Quantum speed limits: from Heisenberg's uncertainty principle to optimal quantum control
Sebastian Deffner and Steve Campbell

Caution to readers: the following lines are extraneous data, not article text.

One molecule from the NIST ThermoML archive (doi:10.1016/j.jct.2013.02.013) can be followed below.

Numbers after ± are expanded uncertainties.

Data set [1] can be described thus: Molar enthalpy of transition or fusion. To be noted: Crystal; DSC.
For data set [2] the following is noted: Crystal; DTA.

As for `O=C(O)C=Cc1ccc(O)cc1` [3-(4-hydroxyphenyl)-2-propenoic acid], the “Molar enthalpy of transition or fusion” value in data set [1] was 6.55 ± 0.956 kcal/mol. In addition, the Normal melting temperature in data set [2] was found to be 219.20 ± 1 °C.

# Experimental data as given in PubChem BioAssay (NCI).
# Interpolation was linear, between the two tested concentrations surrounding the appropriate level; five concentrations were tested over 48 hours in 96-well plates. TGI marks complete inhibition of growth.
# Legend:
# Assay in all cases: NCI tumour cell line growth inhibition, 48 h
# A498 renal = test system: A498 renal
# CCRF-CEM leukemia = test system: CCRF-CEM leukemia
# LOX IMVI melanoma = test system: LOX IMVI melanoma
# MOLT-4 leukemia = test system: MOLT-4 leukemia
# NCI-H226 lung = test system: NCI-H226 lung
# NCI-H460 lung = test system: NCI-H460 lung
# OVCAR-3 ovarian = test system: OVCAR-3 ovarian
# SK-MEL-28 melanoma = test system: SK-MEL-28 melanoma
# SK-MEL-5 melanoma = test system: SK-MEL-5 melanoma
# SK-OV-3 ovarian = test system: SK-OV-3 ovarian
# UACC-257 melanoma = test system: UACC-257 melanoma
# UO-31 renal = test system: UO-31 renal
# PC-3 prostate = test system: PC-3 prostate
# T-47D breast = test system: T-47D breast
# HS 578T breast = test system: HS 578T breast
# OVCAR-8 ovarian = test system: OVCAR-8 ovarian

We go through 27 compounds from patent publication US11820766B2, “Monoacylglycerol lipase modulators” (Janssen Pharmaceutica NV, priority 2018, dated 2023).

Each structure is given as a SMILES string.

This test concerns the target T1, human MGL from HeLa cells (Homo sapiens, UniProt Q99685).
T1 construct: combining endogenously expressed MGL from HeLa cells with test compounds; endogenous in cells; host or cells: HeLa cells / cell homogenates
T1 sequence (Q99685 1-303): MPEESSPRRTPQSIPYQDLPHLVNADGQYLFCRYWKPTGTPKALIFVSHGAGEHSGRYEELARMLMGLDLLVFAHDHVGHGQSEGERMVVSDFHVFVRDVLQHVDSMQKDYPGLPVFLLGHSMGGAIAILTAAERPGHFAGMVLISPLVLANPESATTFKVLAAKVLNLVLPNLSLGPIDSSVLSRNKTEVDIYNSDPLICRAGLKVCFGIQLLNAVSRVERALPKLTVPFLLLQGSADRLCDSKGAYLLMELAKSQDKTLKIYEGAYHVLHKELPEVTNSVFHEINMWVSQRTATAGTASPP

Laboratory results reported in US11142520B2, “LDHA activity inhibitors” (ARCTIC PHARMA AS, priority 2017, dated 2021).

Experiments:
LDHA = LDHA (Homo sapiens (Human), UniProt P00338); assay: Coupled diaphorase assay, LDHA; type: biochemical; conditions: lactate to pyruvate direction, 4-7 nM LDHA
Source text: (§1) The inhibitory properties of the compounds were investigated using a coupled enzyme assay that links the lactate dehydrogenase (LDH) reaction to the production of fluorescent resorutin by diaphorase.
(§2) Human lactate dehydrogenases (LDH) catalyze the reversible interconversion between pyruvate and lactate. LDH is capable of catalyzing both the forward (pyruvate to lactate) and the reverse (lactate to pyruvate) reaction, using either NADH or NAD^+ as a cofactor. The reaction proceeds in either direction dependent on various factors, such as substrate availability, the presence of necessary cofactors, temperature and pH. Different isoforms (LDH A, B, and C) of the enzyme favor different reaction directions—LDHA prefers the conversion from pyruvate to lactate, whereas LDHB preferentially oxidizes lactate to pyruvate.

One of the most widely known building blocks of modern physics is Heisenberg's indeterminacy principle. Among the different statements of this fundamental property of the full quantum mechanical nature of physical reality, the uncertainty relation for energy and time has a special place. Its interpretation and its consequences have inspired continued research efforts for almost a century. In its modern formulation, the uncertainty relation is understood as setting a fundamental bound on how fast any quantum system can evolve. In this Topical Review we describe important milestones, such as the Mandelstam-Tamm and the Margolus-Levitin bounds on the quantum speed limit, and summarise recent applications in a variety of current research fields -- including quantum information theory, quantum computing, and quantum thermodynamics amongst several others. To bring order and to provide an access point into the many different notions and concepts, we have grouped the various approaches into the minimal time approach and the geometric approach, where the former relies on quantum control theory, and the latter arises from measuring the distinguishability of quantum states. Due to the volume of the literature, this Topical Review can only present a snapshot of the current state-of-the-art and can never be fully comprehensive. Therefore, we highlight but a few works hoping that our selection can serve as a representative starting point for the interested reader.